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Traditional Intervention Strategies

Specific interventions are the concrete behaviors of experimentation that emerge from the cooperation that exists between the client and the practitioner. They are labeled experiments because they are procedures aimed at discovery rather than exercises in the traditional sense (Resnick, 2004). They are not designed to control or initiate behavior change. Instead, experiments are conducted through counselor or therapist recommendations or suggestions for focusing awareness that clients can use to heighten intensity, power, flexibility, and creativity. The action in the experiment is seen as the natural completion of awareness (Resnick, 2004).

Yontef (1995, p. 280) provided the following purposes of experiments:

• To clarify and sharpen what the client is already aware of and to make new linkages between elements already in awareness.

• To bring into focal awareness that which was previously known only peripherally.

• To bring into awareness that which is needed but systematically kept out of awareness.

• To bring into awareness the system of control, especially the mechanism of preventing thoughts or feelings from coming into focal awareness.

Polster (1990) saw experiments as a way of bringing out internal conflicts by making the struggle an actual process. She aimed at facilitating a client's ability to work through the stuck points in the client's life. The strategies of experimentation can take many forms, such as imagining a threatening encounter, setting up dialogue with a significant other, dramatizing the memory of a painful event, and reliving a particularly profound past experience in the present through role playing, exaggerated gestures, posture, body language, or other signs of internal expression.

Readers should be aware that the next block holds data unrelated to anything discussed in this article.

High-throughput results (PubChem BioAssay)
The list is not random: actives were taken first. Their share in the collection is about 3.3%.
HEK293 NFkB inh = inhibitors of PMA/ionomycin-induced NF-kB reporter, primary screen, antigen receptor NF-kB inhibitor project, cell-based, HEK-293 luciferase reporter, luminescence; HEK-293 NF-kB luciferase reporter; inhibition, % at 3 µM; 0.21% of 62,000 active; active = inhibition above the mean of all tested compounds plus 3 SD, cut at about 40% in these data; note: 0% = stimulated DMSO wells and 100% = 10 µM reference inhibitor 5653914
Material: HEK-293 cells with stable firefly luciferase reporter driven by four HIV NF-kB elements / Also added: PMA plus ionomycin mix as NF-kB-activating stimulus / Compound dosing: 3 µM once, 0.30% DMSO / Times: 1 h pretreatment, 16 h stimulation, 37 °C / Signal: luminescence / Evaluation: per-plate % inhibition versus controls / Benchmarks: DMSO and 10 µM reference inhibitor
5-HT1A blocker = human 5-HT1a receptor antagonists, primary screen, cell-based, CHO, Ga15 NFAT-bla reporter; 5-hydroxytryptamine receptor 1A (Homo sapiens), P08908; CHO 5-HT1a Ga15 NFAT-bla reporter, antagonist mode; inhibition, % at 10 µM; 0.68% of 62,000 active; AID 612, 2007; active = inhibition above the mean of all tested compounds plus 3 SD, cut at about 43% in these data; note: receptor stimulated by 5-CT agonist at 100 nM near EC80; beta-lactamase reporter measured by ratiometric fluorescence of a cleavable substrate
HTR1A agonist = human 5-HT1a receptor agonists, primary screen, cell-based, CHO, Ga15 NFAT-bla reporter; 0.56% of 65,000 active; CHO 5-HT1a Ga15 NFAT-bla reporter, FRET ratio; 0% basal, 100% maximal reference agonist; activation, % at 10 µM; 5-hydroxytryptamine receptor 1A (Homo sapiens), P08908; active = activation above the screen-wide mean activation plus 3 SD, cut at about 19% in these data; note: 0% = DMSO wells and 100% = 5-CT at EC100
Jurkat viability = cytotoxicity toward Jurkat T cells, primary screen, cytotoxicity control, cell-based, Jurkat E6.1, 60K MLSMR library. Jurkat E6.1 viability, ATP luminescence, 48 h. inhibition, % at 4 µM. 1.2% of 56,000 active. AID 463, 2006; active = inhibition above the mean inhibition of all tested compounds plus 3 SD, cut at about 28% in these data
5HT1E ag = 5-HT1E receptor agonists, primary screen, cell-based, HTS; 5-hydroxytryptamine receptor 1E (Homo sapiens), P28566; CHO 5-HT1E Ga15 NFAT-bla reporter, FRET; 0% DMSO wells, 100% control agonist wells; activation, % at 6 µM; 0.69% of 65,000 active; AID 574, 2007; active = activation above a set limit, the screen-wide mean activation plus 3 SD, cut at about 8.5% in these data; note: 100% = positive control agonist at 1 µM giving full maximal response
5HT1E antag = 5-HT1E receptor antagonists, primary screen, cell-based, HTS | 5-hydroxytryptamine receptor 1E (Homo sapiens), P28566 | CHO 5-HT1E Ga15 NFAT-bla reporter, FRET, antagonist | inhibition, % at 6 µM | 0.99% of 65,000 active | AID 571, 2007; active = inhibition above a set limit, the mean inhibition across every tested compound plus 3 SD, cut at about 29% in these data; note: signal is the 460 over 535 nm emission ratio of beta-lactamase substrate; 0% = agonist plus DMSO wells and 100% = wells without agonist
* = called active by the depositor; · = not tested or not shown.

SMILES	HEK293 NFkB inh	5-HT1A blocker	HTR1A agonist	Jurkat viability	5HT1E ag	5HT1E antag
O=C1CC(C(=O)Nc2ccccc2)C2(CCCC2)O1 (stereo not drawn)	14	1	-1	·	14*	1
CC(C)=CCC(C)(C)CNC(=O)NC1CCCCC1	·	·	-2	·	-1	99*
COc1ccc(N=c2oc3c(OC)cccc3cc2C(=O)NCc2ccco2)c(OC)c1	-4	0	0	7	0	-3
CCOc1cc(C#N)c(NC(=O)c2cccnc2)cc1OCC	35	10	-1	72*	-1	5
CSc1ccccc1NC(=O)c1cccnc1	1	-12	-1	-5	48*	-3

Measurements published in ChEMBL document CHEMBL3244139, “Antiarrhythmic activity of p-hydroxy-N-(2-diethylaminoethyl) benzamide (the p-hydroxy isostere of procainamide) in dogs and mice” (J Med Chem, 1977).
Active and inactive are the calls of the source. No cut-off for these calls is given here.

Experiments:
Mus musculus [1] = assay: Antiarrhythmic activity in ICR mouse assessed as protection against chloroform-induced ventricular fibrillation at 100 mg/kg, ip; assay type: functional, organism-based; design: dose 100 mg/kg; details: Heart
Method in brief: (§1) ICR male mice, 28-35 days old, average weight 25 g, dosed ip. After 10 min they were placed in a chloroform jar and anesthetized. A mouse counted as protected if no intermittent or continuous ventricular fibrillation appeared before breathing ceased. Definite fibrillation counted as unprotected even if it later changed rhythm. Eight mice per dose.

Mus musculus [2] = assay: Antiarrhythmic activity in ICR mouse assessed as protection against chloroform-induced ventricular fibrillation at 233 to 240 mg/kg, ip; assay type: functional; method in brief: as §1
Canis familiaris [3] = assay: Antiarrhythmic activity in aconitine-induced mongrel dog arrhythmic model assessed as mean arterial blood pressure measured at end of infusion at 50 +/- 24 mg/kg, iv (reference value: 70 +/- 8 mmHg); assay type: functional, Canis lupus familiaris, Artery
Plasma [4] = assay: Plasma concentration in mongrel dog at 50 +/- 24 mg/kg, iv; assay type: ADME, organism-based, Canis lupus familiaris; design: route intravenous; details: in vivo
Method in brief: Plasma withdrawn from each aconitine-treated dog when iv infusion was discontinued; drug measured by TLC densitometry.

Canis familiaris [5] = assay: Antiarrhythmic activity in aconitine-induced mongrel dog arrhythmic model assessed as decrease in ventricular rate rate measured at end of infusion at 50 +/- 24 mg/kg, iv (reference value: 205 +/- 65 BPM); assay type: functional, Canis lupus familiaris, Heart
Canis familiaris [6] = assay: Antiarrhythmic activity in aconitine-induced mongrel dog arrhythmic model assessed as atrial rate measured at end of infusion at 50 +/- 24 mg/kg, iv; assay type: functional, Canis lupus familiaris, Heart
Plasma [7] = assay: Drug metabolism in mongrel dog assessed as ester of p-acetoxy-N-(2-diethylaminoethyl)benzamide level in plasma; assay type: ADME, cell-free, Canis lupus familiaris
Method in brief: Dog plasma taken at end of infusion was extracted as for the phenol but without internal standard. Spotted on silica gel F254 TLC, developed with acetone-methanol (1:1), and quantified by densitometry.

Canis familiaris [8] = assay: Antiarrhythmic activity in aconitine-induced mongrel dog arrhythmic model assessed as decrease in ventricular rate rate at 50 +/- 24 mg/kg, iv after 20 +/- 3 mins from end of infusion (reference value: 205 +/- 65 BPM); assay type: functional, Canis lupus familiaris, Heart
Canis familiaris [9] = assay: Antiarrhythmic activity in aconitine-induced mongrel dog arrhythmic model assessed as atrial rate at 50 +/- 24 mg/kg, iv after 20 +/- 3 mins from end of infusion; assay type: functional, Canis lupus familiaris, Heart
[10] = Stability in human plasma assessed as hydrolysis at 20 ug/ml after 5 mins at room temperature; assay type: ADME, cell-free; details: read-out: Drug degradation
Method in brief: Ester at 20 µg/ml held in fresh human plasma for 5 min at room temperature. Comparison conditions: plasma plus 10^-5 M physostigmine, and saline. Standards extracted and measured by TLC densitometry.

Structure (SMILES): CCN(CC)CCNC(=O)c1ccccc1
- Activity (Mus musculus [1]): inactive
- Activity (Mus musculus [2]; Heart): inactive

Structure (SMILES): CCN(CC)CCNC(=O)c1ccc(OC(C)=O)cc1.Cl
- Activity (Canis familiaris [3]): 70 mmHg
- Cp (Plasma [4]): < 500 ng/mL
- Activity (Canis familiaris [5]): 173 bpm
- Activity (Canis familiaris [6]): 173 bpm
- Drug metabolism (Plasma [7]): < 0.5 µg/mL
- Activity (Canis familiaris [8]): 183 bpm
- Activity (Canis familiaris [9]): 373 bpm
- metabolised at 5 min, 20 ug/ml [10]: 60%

Peris believed that counseling and psychotherapy were means of enriching life (Dye & Hackney, 1975). From his perspective, it is clear that well people can get better. Intervention strategies suggested in this section are for clients who are fundamentally well but who need assistance in "making it" in a complex world. The aim of Gestalt counseling and psychotherapy is to take advantage of all dimensions of humanness by achieving integration. The goal is to enable a full experiencing of issues or events rather than just a cognitive understanding of them.

Given the goals of completeness, wholeness, integration, and fulfillment of the essentially healthy but needy individual (in the sense of an incomplete Gestalt), the following intervention strategies may be used (see Table 8.1). I would like the reader to have the opportunity to learn about as many Gestalt experiments as is feasibly possible. Unfortunately, the restrictions on this chapter cannot allow for an in-depth discussion on all the Gestalt experiments available to the practitioner. Therefore, a comprehensive table that provides details – albeit brief ones – on several of these experiments has been provided.

 
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